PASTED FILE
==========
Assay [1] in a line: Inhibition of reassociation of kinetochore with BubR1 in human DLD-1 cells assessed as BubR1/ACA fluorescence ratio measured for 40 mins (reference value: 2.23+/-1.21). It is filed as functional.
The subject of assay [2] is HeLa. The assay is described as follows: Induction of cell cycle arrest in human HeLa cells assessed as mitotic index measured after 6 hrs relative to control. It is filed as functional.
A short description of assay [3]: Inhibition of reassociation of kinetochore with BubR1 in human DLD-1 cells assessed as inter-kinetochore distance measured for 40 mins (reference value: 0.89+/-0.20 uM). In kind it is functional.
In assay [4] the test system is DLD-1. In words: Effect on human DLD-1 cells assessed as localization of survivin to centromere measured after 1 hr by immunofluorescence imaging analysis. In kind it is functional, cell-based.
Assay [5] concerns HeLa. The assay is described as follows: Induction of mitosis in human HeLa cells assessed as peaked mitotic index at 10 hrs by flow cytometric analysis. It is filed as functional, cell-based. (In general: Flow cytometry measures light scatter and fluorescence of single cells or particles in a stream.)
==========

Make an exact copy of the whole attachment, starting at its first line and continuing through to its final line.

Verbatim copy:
Assay [1] in a line: Inhibition of reassociation of kinetochore with BubR1 in human DLD-1 cells assessed as BubR1/ACA fluorescence ratio measured for 40 mins (reference value: 2.23+/-1.21). It is filed as functional.
The subject of assay [2] is HeLa. The assay is described as follows: Induction of cell cycle arrest in human HeLa cells assessed as mitotic index measured after 6 hrs relative to control. It is filed as functional.
A short description of assay [3]: Inhibition of reassociation of kinetochore with BubR1 in human DLD-1 cells assessed as inter-kinetochore distance measured for 40 mins (reference value: 0.89+/-0.20 uM). In kind it is functional.
In assay [4] the test system is DLD-1. In words: Effect on human DLD-1 cells assessed as localization of survivin to centromere measured after 1 hr by immunofluorescence imaging analysis. In kind it is functional, cell-based.
Assay [5] concerns HeLa. The assay is described as follows: Induction of mitosis in human HeLa cells assessed as peaked mitotic index at 10 hrs by flow cytometric analysis. It is filed as functional, cell-based. (In general: Flow cytometry measures light scatter and fluorescence of single cells or particles in a stream.)